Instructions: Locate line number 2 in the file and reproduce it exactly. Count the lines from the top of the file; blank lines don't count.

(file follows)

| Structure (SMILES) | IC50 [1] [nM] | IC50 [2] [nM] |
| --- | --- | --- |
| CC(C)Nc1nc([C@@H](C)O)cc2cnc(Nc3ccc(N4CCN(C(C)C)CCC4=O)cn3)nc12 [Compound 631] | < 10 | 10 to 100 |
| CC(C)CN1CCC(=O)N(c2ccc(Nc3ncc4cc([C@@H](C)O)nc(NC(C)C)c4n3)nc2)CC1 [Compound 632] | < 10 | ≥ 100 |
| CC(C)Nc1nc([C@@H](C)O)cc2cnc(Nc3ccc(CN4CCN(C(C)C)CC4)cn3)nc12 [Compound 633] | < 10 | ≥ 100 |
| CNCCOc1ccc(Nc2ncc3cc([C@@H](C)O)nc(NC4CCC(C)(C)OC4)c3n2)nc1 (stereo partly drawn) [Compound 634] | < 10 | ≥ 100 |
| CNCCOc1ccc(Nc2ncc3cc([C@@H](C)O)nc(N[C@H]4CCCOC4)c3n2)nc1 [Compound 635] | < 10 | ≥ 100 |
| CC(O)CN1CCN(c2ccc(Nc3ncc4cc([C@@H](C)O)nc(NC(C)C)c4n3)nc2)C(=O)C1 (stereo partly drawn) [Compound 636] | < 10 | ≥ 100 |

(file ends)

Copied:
| --- | --- | --- |